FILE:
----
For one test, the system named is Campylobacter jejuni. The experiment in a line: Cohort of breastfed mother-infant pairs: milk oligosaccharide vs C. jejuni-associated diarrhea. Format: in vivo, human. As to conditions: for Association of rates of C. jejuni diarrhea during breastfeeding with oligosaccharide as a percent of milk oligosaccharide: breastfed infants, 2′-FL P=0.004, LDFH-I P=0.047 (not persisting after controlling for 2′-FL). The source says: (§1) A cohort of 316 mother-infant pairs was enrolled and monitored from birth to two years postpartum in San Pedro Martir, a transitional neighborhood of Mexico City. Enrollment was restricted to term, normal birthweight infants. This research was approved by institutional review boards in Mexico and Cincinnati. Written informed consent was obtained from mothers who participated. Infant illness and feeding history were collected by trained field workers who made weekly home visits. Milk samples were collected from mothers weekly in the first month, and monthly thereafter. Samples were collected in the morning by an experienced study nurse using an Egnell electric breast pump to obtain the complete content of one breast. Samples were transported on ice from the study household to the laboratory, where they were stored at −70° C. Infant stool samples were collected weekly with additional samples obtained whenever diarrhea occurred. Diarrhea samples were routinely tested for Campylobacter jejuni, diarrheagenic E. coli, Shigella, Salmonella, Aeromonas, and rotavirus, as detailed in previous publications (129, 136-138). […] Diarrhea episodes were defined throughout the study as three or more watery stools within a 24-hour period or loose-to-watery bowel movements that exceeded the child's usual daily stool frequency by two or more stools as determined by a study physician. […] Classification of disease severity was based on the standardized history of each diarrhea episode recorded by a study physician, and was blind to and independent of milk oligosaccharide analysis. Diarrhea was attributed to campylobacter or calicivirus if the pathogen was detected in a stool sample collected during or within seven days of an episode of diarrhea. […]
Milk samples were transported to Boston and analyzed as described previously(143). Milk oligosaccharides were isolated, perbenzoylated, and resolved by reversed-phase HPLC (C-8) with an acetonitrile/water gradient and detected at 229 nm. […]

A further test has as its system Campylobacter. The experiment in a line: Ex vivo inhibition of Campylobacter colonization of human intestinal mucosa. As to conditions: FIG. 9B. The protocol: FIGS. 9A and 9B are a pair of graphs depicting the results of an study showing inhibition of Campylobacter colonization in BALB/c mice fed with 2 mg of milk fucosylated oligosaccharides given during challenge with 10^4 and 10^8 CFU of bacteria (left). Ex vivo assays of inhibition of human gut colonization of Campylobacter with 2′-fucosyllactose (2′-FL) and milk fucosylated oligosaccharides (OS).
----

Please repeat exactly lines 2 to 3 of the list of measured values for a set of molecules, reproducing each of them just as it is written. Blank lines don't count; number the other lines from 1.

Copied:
Milk samples were transported to Boston and analyzed as described previously(143). Milk oligosaccharides were isolated, perbenzoylated, and resolved by reversed-phase HPLC (C-8) with an acetonitrile/water gradient and detected at 229 nm. […]

A further test has as its system Campylobacter. The experiment in a line: Ex vivo inhibition of Campylobacter colonization of human intestinal mucosa. As to conditions: FIG. 9B. The protocol: FIGS. 9A and 9B are a pair of graphs depicting the results of an study showing inhibition of Campylobacter colonization in BALB/c mice fed with 2 mg of milk fucosylated oligosaccharides given during challenge with 10^4 and 10^8 CFU of bacteria (left). Ex vivo assays of inhibition of human gut colonization of Campylobacter with 2′-fucosyllactose (2′-FL) and milk fucosylated oligosaccharides (OS).